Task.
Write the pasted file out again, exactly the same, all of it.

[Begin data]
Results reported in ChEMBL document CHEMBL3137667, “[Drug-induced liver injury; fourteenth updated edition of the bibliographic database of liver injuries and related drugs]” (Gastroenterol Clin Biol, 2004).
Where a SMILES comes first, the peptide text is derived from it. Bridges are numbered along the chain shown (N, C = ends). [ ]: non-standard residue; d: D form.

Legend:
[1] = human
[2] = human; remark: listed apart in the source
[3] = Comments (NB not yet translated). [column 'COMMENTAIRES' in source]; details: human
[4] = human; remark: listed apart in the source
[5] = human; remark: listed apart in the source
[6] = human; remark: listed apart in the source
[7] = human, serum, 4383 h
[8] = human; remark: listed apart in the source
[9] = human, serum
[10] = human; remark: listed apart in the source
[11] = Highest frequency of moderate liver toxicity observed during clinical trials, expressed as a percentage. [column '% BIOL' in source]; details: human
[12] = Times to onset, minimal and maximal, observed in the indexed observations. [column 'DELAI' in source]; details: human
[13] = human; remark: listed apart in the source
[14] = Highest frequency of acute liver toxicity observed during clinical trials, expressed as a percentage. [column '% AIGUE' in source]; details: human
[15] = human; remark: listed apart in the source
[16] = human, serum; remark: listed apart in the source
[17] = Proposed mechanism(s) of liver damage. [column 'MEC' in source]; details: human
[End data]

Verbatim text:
Results reported in ChEMBL document CHEMBL3137667, “[Drug-induced liver injury; fourteenth updated edition of the bibliographic database of liver injuries and related drugs]” (Gastroenterol Clin Biol, 2004).
Where a SMILES comes first, the peptide text is derived from it. Bridges are numbered along the chain shown (N, C = ends). [ ]: non-standard residue; d: D form.

Legend:
[1] = human
[2] = human; remark: listed apart in the source
[3] = Comments (NB not yet translated). [column 'COMMENTAIRES' in source]; details: human
[4] = human; remark: listed apart in the source
[5] = human; remark: listed apart in the source
[6] = human; remark: listed apart in the source
[7] = human, serum, 4383 h
[8] = human; remark: listed apart in the source
[9] = human, serum
[10] = human; remark: listed apart in the source
[11] = Highest frequency of moderate liver toxicity observed during clinical trials, expressed as a percentage. [column '% BIOL' in source]; details: human
[12] = Times to onset, minimal and maximal, observed in the indexed observations. [column 'DELAI' in source]; details: human
[13] = human; remark: listed apart in the source
[14] = Highest frequency of acute liver toxicity observed during clinical trials, expressed as a percentage. [column '% AIGUE' in source]; details: human
[15] = human; remark: listed apart in the source
[16] = human, serum; remark: listed apart in the source
[17] = Proposed mechanism(s) of liver damage. [column 'MEC' in source]; details: human